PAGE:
As for me, I already knew how to swim, so getting in the tank was no big deal. But the woman in front of me was terrified. Assistants on both sides supported her, as she trembled and complained about getting water up her nose as a child and nearly drowning in a bathtub.   She pleaded,

“I can’t swim, I can’t swim, I’ve never even put my head under water!”

She turned from side to side, and once turned around to look at me. Her eyes were like a horse trapped in a barn fire. Again she pleaded,

“I don’t think I can do this, oh Lord please help me do this.”

Maybe I was about to see my first valid miracle! If she makes it through this alive, and the Pastor and the tank survive intact, that would truly be a miracle!

She was now being eased into the water. She was a portly woman with a pretty, round face, hazel eyes, and medium length curly blond hair. I’d seen her when she wasn’t horrified at the possibility of drowning in church, and her countenance was calm and pleasant. For her baptism, she wore a plain white blouse and a fully cut long dark blue skirt, but the material was light, so when she entered the water it billowed way up. I was presented with a posterior view of nylons, Playtex girdle garter straps, and wet blooming underwear that no young Baptist boy should endure the sight of.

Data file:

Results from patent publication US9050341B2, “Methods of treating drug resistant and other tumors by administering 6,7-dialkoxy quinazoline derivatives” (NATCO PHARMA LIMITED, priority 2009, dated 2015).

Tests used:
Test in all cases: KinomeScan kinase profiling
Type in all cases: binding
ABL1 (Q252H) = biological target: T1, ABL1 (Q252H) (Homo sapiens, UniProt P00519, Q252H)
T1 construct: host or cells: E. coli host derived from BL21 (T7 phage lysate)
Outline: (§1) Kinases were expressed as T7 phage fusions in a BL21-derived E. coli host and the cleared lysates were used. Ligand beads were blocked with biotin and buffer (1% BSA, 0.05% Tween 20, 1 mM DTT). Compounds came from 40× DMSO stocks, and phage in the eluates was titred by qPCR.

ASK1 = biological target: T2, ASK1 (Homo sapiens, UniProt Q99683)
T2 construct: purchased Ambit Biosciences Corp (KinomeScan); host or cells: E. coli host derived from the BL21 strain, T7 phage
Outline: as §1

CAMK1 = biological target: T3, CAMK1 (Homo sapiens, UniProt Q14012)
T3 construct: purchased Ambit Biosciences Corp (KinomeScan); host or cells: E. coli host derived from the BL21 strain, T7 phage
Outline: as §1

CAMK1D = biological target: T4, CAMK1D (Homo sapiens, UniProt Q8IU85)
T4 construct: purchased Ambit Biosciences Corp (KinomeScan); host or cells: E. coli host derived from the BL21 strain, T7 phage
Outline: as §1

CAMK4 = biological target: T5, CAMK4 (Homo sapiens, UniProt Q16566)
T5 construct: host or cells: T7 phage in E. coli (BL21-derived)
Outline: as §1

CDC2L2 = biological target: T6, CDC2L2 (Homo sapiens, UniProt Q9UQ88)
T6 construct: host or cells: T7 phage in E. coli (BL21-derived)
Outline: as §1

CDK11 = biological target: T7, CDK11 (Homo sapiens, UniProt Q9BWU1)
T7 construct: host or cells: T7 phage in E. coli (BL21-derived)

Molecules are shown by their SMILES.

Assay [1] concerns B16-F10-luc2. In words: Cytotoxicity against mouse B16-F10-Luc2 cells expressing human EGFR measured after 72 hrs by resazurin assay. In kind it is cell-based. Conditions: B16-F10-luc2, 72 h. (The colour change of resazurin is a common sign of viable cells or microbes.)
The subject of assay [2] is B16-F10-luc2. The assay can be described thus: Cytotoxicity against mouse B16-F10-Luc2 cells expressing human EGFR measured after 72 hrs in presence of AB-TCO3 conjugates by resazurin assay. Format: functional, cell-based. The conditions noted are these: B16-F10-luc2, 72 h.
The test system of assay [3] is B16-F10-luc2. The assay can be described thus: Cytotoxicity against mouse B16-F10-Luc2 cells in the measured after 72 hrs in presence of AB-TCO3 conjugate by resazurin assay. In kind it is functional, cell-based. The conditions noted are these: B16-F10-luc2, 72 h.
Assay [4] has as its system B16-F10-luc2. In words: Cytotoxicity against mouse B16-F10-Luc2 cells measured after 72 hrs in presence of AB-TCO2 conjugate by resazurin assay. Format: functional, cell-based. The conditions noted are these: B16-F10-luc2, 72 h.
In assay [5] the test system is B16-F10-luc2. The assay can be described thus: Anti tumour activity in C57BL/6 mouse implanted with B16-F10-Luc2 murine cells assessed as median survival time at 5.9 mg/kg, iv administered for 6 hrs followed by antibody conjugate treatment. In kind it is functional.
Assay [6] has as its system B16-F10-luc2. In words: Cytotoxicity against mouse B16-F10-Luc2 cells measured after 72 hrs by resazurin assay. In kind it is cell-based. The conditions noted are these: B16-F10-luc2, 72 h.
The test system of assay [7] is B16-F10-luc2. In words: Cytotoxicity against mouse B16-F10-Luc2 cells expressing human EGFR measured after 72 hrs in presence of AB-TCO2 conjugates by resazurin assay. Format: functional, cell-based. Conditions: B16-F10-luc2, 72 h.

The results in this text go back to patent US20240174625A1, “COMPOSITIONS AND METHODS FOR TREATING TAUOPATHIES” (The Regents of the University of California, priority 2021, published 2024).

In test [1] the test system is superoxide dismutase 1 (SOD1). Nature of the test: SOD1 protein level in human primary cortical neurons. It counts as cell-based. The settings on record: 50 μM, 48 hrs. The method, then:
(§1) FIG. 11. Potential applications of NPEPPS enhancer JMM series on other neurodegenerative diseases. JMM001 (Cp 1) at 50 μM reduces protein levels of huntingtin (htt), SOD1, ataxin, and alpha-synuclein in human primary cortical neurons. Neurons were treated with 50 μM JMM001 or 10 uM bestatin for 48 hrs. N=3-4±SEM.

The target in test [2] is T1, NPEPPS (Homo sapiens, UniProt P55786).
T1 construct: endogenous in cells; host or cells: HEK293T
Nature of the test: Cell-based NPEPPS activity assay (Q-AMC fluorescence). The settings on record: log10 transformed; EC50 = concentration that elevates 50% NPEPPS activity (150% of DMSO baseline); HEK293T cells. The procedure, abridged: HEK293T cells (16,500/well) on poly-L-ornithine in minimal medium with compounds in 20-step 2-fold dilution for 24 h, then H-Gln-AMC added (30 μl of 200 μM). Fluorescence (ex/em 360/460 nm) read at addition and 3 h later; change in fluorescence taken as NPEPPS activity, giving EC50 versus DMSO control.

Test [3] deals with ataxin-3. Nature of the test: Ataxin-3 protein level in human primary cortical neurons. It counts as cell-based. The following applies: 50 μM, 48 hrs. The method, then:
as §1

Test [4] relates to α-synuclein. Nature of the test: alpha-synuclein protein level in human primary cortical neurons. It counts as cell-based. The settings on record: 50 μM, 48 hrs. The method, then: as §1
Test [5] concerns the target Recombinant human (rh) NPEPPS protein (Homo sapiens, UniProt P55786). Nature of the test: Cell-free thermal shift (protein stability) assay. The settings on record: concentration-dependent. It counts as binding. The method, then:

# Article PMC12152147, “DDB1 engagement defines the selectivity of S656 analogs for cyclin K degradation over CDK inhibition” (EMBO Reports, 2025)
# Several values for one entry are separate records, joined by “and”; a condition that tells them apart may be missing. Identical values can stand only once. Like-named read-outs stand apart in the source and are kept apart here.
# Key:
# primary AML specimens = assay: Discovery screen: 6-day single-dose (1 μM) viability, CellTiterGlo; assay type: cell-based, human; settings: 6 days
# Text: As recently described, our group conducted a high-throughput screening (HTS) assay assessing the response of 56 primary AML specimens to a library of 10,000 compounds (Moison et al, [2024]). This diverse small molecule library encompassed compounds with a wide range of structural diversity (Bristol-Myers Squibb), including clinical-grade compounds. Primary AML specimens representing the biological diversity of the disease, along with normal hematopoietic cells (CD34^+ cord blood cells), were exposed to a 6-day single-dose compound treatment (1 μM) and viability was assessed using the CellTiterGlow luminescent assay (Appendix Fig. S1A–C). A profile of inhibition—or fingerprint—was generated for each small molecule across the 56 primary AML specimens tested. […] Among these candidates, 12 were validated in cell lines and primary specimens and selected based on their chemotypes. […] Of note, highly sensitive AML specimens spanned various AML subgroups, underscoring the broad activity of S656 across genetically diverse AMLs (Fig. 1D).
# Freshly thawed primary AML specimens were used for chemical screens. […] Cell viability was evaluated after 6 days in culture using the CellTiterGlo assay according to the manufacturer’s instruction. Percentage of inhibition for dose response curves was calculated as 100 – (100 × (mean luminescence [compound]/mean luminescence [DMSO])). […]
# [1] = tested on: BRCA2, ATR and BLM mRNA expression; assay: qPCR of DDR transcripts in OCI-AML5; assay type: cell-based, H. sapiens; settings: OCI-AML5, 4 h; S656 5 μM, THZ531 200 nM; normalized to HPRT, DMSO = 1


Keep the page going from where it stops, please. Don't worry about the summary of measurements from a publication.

Still, the call was strong and I remained a good Baptist for many years afterwards. When I finally left the faith, I tried to forget how much time I spent in the pews or the pulpit.  But I’ll never forget that time in the tank.


Bio: Mason Lane: As a credulous child, I was raised Christian fundamentalist Baptist. I later became a glory-shouting Pentecostal and was ordained by the Christian Faith Church Pentecostal in Mishawaka Indiana. I ceased believing in the irrational and supernatural at age 30, thanks primarily to reading the Bible while thinking.  At the time of my de-supernaturalizing, I was General Manager of WHME-FM radio station, a Christian radio station, and Pastor of Christian Faith Church in Mishawaka, Indiana. I resigned both positions and moved to Phoenix, Arizona where I became dean of students at DeVry University.

I’m still a person of faith. My faith is now in science, nature, love, friends, family, music, humor, art, The US Constitution, the 5,000 year old Golden Rule and Separation of Religion and State.